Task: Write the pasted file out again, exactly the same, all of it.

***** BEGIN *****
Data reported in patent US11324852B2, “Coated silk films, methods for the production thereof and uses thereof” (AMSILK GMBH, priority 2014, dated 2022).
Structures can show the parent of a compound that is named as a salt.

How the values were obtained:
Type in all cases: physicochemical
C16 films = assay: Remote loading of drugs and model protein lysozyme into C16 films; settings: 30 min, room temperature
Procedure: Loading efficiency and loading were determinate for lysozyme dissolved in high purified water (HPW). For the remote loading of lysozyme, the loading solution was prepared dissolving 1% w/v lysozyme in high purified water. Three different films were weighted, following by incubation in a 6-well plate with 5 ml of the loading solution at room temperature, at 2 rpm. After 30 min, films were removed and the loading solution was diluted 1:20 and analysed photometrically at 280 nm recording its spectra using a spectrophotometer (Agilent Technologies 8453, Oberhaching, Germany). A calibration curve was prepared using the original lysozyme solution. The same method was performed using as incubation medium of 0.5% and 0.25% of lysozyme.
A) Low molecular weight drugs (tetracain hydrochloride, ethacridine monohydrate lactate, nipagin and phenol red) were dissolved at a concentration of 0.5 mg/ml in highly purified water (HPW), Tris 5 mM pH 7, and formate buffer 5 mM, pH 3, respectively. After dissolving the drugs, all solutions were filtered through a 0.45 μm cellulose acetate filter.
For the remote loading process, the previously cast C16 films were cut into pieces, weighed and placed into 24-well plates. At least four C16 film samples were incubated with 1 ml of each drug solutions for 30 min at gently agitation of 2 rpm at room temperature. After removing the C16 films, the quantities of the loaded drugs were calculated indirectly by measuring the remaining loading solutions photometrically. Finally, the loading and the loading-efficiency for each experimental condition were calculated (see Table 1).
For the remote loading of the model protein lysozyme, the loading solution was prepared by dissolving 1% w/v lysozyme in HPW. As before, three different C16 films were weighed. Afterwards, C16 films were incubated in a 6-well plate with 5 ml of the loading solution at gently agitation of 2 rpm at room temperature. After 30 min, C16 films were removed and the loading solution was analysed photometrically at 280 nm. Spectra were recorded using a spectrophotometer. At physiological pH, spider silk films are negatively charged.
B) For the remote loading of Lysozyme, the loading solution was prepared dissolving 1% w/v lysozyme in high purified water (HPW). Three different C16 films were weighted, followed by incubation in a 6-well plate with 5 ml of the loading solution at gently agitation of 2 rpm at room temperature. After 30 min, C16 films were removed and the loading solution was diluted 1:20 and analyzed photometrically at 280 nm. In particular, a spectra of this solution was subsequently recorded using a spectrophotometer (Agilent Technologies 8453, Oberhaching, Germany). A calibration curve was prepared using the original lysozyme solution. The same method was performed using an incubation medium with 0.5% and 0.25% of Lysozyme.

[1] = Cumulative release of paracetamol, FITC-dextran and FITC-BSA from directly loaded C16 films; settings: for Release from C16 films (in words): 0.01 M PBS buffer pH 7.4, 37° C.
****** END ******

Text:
Data reported in patent US11324852B2, “Coated silk films, methods for the production thereof and uses thereof” (AMSILK GMBH, priority 2014, dated 2022).
Structures can show the parent of a compound that is named as a salt.

How the values were obtained:
Type in all cases: physicochemical
C16 films = assay: Remote loading of drugs and model protein lysozyme into C16 films; settings: 30 min, room temperature
Procedure: Loading efficiency and loading were determinate for lysozyme dissolved in high purified water (HPW). For the remote loading of lysozyme, the loading solution was prepared dissolving 1% w/v lysozyme in high purified water. Three different films were weighted, following by incubation in a 6-well plate with 5 ml of the loading solution at room temperature, at 2 rpm. After 30 min, films were removed and the loading solution was diluted 1:20 and analysed photometrically at 280 nm recording its spectra using a spectrophotometer (Agilent Technologies 8453, Oberhaching, Germany). A calibration curve was prepared using the original lysozyme solution. The same method was performed using as incubation medium of 0.5% and 0.25% of lysozyme.
A) Low molecular weight drugs (tetracain hydrochloride, ethacridine monohydrate lactate, nipagin and phenol red) were dissolved at a concentration of 0.5 mg/ml in highly purified water (HPW), Tris 5 mM pH 7, and formate buffer 5 mM, pH 3, respectively. After dissolving the drugs, all solutions were filtered through a 0.45 μm cellulose acetate filter.
For the remote loading process, the previously cast C16 films were cut into pieces, weighed and placed into 24-well plates. At least four C16 film samples were incubated with 1 ml of each drug solutions for 30 min at gently agitation of 2 rpm at room temperature. After removing the C16 films, the quantities of the loaded drugs were calculated indirectly by measuring the remaining loading solutions photometrically. Finally, the loading and the loading-efficiency for each experimental condition were calculated (see Table 1).
For the remote loading of the model protein lysozyme, the loading solution was prepared by dissolving 1% w/v lysozyme in HPW. As before, three different C16 films were weighed. Afterwards, C16 films were incubated in a 6-well plate with 5 ml of the loading solution at gently agitation of 2 rpm at room temperature. After 30 min, C16 films were removed and the loading solution was analysed photometrically at 280 nm. Spectra were recorded using a spectrophotometer. At physiological pH, spider silk films are negatively charged.
B) For the remote loading of Lysozyme, the loading solution was prepared dissolving 1% w/v lysozyme in high purified water (HPW). Three different C16 films were weighted, followed by incubation in a 6-well plate with 5 ml of the loading solution at gently agitation of 2 rpm at room temperature. After 30 min, C16 films were removed and the loading solution was diluted 1:20 and analyzed photometrically at 280 nm. In particular, a spectra of this solution was subsequently recorded using a spectrophotometer (Agilent Technologies 8453, Oberhaching, Germany). A calibration curve was prepared using the original lysozyme solution. The same method was performed using an incubation medium with 0.5% and 0.25% of Lysozyme.

[1] = Cumulative release of paracetamol, FITC-dextran and FITC-BSA from directly loaded C16 films; settings: for Release from C16 films (in words): 0.01 M PBS buffer pH 7.4, 37° C.